6 Business Lessons from The Martian

Have you read The Martian? If not I’d say it’s probably the most riveting piece of fiction I’ve read…ever.

Spoiler warnings: There will be a few.

To bring you up to speed, in this story, humans are making exploration missions to Mars. On one particular mission, after the crew has landed on Mars, a big storm develops and the mission has to be aborted. As the crew is preparing to   evacuate and leave Mars, one of the astronauts is hit by flying debris and is pushed out of sight in the dust storm. The rest of the crew is unable to locate him in the three minutes they have before their escape launch, and assume he’s dead.

They are forced to leave him.

As you’ve probably guessed, he’s not dead. The astronaut, named Mark, now finds himself alone on Mars with supplies for about 1 year (would have been less, but he no longer has to share supplies with the other astronauts). However, the next mission isn’t scheduled to arrive for another 4 years.

The rest of the story is about our lone ‘Martian’ Mark trying to figure out how to survive indefinitely in an environment with no air, when he was only equipped to stay for a month. Although NASA has wide safety margins, things don’t look promising for Mark.

Problems

As you would imagine, Murphy’s Law sets in, and things break while Mark tries to settle into his new environment, sheltered in a temporary habitat. At one point, an explosion blows the airlock off the habitat, sending the airlock — with him inside — about 20 feet from his habitat. He also smashes the face plate of his space suit, so he no longer has a viable suit for venturing outside his habitat.

When the airlock is blown off the habitat, the whole habitat deflates.

So, what on Mars would you do? (Yup, terrible joke.)

Stop

Some people would charge ahead with their first desperate idea and just simply hope it works. Not our Mark, though. His first step is to thoroughly assess his danger (well, after a bit of swearing at the mission log for 60 seconds). Although the airlock suffered minor damage in the explosion, Mark still has enough air to last him a while, plus his suit will regenerate some of the air in the airlock as needed.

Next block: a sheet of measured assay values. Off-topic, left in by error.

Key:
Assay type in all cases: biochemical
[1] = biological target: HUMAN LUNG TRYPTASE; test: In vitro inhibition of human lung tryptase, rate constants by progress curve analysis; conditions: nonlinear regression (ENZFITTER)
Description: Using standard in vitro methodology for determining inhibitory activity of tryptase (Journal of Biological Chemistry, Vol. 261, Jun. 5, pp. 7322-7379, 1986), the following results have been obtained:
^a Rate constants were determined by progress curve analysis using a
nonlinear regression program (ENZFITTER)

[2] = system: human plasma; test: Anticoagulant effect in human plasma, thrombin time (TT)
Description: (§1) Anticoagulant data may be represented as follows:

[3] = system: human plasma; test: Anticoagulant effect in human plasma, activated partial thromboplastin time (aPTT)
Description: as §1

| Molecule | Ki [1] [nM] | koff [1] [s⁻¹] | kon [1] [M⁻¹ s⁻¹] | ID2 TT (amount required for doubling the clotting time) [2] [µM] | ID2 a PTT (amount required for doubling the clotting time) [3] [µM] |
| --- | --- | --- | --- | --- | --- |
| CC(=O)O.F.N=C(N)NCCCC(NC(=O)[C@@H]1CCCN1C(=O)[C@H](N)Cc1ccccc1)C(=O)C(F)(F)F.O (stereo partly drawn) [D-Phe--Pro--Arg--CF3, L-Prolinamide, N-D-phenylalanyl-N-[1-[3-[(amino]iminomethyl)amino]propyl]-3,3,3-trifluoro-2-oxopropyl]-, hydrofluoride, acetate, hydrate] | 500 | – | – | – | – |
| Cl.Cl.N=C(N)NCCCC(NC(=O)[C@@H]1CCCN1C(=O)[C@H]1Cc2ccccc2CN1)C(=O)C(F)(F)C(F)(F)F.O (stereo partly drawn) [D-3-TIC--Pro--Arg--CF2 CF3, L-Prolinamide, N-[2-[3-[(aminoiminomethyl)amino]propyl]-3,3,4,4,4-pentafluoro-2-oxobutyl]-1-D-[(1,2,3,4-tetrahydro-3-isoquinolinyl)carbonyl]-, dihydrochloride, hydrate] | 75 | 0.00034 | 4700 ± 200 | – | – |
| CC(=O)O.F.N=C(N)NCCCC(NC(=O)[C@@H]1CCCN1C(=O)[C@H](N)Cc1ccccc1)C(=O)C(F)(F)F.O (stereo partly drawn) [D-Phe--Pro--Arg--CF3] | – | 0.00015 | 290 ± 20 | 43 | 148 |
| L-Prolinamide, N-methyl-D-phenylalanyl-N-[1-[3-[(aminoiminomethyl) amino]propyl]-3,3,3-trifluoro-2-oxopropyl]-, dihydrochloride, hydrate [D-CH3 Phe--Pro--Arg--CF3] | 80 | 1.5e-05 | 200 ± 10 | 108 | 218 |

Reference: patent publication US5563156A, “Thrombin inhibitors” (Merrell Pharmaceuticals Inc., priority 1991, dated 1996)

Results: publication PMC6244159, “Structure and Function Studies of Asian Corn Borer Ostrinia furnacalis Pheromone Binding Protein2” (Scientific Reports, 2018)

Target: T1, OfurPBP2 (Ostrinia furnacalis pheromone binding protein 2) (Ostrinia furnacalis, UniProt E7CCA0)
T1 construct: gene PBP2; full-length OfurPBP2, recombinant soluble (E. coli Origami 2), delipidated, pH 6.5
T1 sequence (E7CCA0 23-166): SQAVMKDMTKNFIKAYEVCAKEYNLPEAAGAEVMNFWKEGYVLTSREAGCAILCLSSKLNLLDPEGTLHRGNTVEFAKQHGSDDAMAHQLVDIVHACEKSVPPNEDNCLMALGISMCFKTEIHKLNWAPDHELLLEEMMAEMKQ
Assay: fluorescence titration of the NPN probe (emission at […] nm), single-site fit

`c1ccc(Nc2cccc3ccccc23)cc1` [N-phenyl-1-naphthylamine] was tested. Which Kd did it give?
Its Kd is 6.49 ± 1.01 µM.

While his situation is still precarious, he’s not in any immediate danger and has time to properly assess his situation.

Mark takes that time. He sits down and decides to cut the arm off his suit, use the arm piece to patch the mask, then seal the arm hole. That gets him a viable space suit, so then it’s just a matter of getting his spare suit in the habitat, using it to reach the rover outside, which was brought along on his crew’s mission. This rover has full pressure and air for a few days, which will buy him enough time to fix the habitat so he has his livable space back.

So that’s what he does. Cuts off the arm of the space suit, patches the mask, and seals the arm hole closed. Then he rolls the airlock towards the habitat and when he’s as close as possible, he takes the big risk of running around with the 4 minutes of air he has in his leaky space suit.

Think about this:  If Mark had decided to blaze ahead with his first idea, before taking a few minutes to assess his situation, do you think he would have lived?

Whats the alternative to something dangerous?

On Mars pretty much anything can kill you. Death just comes more quickly with some things than others.

Case in point, lack of water. While Mark has a supply of food and water, he doesn’t have enough to last him 4 years. In his food supply, he does have a few fresh potatoes, sent along as a ‘special’ meal for the astronauts. Mark knows he could use these to grow more potatoes and possibly extend his food supply. But of course, plants need water to grow, therefore Mark would need to be able to produce water with what he has on hand. Basically that involves burning rocket fuel to separate out the hydrogen, then combine the hydrogen with oxygen.

Hey, did you know that rocket fuel is really, really flammable? It’s likely to explode all over when you put flame to it, which Mark has to do in order to separate the hydrogen.

Of course the alternative is to…well, die of starvation in 400 days.

So Mark faces the risk of dying quickly in a huge explosion, or later from starvation.